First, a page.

Super Special Fathers

They come to church on Sunday mornings, a father and his son. Although we try not to stare, we can’t help but notice because there is something so beautifully edifying about this pair. The father, large and strong, carries his son, thin and frail, into the church. He places him on the pew and gently props the limp boy, whose arms and legs dangle uselessly, against his own muscular build. The boy is about twelve. We don’t know their names or their story. We don’t know the medical condition that renders the boy so helpless. Yet my husband and I both agree that no music is as moving and no homily as uplifting as the sight of this father and the love he bears for his son.

Over the years, my husband and I have known several families with special-needs children. Some of these kids have autism, some have Downs Syndrome, other have genetic anomalies, chronic illnesses, or medical conditions that require extra care and attention. We have admired these parents for their dedication and selfless love towards their children. But it was not until this spring, when our sixth child was born, did we begin to appreciate the joys and sorrows that accompany raising a child with special needs. Even more, it was not until little Junior was born did I realize what an extraordinary father he has.

My husband  has always been a wonderful father. Despite a demanding, stressful job and a long commute, he always makes the time to shower love and affection on our children. He reads to them, prays with them, and plays sports with them. He helps our kids with their schoolwork, brings them out on individual dates, shuttles them to and from their activities, and takes interest in their hobbies, encouraging and helping them out. At the dinner table, Dad becomes the family comedian and cracks jokes until the whole family is giggling and guffawing, and the room is ringing with laughter. He is not just a hard-working provider, but also a mentor, coach, and teacher; truly an exemplary father.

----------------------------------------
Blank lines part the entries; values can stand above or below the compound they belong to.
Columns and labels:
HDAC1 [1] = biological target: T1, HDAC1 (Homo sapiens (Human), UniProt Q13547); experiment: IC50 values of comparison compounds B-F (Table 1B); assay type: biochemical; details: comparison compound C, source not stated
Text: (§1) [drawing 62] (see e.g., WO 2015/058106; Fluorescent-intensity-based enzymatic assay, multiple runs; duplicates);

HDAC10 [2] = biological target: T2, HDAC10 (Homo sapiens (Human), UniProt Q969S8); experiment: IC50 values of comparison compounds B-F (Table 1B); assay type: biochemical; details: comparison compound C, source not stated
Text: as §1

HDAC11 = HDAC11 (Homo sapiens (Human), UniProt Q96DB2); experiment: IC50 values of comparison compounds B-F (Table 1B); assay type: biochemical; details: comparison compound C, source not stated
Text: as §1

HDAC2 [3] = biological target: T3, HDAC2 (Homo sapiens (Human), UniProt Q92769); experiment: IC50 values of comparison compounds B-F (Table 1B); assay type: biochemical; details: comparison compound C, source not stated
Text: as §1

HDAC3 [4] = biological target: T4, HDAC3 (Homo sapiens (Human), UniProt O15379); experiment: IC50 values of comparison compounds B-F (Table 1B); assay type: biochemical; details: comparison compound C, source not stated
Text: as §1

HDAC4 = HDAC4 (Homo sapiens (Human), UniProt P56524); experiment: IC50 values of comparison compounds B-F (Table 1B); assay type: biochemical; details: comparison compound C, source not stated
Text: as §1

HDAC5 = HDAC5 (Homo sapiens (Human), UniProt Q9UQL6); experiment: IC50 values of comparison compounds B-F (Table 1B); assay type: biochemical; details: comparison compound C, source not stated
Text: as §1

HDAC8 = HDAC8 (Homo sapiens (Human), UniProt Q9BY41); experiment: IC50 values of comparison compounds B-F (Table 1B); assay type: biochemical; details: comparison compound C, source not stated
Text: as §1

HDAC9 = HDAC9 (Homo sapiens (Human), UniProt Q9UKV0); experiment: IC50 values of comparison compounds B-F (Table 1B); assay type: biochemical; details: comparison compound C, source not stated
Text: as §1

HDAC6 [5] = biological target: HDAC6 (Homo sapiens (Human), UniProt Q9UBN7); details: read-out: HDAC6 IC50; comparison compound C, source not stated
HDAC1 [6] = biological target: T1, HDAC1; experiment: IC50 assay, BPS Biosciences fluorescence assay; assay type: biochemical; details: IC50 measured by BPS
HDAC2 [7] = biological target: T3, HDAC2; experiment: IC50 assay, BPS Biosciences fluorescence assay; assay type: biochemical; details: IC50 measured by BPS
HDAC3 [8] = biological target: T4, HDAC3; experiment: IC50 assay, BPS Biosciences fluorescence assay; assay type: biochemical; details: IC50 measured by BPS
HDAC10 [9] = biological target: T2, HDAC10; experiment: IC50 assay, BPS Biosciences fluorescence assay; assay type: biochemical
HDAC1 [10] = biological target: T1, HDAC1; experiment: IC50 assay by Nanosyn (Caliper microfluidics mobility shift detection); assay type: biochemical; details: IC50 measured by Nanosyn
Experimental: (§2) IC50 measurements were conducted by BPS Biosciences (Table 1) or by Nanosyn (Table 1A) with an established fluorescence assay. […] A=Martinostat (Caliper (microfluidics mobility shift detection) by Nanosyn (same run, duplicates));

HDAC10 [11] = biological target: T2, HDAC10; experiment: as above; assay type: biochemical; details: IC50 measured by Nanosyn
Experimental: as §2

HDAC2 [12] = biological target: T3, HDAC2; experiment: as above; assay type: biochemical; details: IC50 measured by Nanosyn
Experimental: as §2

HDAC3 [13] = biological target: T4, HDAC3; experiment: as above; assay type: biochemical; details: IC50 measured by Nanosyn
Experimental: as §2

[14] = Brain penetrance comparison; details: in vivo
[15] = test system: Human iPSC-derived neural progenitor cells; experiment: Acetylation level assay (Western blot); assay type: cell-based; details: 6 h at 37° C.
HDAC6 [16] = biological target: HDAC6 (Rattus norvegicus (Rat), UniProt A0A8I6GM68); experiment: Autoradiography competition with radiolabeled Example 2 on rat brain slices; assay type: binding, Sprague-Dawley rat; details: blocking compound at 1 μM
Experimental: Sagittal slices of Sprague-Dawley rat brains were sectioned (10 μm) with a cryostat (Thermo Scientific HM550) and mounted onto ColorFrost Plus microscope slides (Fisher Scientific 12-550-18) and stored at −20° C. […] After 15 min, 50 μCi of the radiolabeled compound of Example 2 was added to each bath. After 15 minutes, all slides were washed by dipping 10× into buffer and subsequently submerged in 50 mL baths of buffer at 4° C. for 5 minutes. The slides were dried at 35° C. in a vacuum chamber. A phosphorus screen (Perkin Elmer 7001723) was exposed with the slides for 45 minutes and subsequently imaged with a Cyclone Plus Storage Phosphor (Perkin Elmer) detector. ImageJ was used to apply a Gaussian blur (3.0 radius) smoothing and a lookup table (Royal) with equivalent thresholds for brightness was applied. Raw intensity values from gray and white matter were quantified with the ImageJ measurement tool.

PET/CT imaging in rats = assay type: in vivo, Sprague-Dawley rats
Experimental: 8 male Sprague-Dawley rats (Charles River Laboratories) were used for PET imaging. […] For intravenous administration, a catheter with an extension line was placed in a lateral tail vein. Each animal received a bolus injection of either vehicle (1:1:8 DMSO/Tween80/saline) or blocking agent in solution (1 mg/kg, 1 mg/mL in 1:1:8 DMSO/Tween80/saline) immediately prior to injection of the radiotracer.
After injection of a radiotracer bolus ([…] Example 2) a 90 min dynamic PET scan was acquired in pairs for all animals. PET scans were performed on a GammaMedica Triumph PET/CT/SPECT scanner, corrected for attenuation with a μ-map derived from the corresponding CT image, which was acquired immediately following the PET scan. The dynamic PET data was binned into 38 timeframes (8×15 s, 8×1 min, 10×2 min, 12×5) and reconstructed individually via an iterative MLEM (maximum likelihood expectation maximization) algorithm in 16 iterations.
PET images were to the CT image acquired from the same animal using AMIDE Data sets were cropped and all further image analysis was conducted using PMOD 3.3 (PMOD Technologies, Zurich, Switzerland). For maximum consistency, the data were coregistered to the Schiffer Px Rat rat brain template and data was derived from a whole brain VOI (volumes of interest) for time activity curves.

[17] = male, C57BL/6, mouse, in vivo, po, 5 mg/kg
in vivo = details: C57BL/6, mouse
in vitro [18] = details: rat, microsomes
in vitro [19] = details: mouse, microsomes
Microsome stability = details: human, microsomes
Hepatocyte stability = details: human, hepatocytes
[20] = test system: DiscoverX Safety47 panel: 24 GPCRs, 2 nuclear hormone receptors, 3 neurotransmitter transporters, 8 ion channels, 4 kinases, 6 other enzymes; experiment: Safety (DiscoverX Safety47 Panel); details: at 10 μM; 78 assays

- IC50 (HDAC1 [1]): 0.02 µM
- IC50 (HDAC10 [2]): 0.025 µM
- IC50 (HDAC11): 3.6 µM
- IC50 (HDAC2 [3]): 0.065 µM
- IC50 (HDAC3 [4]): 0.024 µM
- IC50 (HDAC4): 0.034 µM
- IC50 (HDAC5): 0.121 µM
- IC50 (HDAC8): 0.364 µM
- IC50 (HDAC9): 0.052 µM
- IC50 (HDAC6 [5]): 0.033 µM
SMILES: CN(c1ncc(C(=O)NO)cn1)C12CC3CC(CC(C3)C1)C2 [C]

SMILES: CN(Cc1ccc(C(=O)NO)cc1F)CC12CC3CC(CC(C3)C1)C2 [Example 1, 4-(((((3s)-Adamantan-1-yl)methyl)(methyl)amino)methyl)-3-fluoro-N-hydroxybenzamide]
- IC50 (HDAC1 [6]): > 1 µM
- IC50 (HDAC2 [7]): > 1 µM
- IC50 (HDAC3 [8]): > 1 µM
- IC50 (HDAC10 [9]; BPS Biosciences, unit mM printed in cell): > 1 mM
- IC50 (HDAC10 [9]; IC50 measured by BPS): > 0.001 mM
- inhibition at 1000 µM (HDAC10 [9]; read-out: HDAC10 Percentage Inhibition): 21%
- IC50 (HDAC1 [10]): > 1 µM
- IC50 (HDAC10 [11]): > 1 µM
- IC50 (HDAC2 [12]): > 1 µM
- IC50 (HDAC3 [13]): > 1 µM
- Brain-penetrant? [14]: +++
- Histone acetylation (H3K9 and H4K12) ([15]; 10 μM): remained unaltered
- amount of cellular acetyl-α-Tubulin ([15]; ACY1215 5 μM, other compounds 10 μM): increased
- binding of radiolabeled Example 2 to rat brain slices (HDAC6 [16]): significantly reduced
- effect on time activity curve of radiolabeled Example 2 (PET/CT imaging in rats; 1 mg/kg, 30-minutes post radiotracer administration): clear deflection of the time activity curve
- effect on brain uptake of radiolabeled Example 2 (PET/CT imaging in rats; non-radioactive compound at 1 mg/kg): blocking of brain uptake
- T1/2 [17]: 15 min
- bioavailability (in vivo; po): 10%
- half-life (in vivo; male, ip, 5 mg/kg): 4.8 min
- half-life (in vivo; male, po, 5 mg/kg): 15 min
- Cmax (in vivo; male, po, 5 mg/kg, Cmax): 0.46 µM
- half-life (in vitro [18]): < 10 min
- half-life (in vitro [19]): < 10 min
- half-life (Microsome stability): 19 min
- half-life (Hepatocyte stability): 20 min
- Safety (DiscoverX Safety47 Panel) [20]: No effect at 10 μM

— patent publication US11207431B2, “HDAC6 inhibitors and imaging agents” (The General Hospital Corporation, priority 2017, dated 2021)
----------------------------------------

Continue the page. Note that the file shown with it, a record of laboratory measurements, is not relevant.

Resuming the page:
Yet I never loved and admired my husband more than when little Junior made his entrance into this world. Our baby was born with Downs Syndrome and was quickly diagnosed with congenital heart and respiratory problems that landed him in the NICU for several weeks. By his utter frailty and helplessness, our son drew from us untapped wells of compassion and love. I had never seen my husband so tender, patient, and selfless. Despite big deadlines at work, he boarded at the hospital with Junior and I. Every three hours, day and night, he would join me as I nursed the baby in the NICU. Because little Junior had to stay in the isolation box except for nursing, our chances for holding and cuddling him were very limited. Instead, after each nursing, my husband would put him back in the incubator and bottle feed him.

IMG_8683.JPG

Then he would stroke little Junior’s  head softly and stand there soothing him. No matter how long it took, no matter how tired he was, my husband would do this until our son fell asleep. What little time was left before the baby’s next feeding, my husband spent visiting our other children, praying in the chapel, meeting with doctors and nurses, grabbing a quick meal, or wearily stumbling into a hospital cot to catch a bit of sleep. His quiet selflessness and constancy was and continues to be a source of inspiration and strength.